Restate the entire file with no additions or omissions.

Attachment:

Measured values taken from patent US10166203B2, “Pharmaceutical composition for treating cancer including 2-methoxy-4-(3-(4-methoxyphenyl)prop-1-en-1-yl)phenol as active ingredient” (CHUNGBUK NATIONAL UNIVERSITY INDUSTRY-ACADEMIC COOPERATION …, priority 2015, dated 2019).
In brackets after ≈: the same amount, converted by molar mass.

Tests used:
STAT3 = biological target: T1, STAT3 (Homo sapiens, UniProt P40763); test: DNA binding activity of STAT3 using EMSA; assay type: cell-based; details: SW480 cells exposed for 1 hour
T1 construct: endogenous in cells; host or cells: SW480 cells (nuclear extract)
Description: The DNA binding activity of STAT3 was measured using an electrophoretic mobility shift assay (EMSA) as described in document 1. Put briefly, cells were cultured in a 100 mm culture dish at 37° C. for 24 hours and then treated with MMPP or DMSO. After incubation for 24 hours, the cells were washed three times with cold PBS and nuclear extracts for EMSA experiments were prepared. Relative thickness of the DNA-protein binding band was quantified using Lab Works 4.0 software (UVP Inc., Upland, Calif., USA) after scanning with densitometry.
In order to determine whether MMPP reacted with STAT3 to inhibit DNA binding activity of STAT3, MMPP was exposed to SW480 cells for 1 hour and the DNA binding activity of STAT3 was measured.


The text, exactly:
Measured values taken from patent US10166203B2, “Pharmaceutical composition for treating cancer including 2-methoxy-4-(3-(4-methoxyphenyl)prop-1-en-1-yl)phenol as active ingredient” (CHUNGBUK NATIONAL UNIVERSITY INDUSTRY-ACADEMIC COOPERATION …, priority 2015, dated 2019).
In brackets after ≈: the same amount, converted by molar mass.

Tests used:
STAT3 = biological target: T1, STAT3 (Homo sapiens, UniProt P40763); test: DNA binding activity of STAT3 using EMSA; assay type: cell-based; details: SW480 cells exposed for 1 hour
T1 construct: endogenous in cells; host or cells: SW480 cells (nuclear extract)
Description: The DNA binding activity of STAT3 was measured using an electrophoretic mobility shift assay (EMSA) as described in document 1. Put briefly, cells were cultured in a 100 mm culture dish at 37° C. for 24 hours and then treated with MMPP or DMSO. After incubation for 24 hours, the cells were washed three times with cold PBS and nuclear extracts for EMSA experiments were prepared. Relative thickness of the DNA-protein binding band was quantified using Lab Works 4.0 software (UVP Inc., Upland, Calif., USA) after scanning with densitometry.
In order to determine whether MMPP reacted with STAT3 to inhibit DNA binding activity of STAT3, MMPP was exposed to SW480 cells for 1 hour and the DNA binding activity of STAT3 was measured.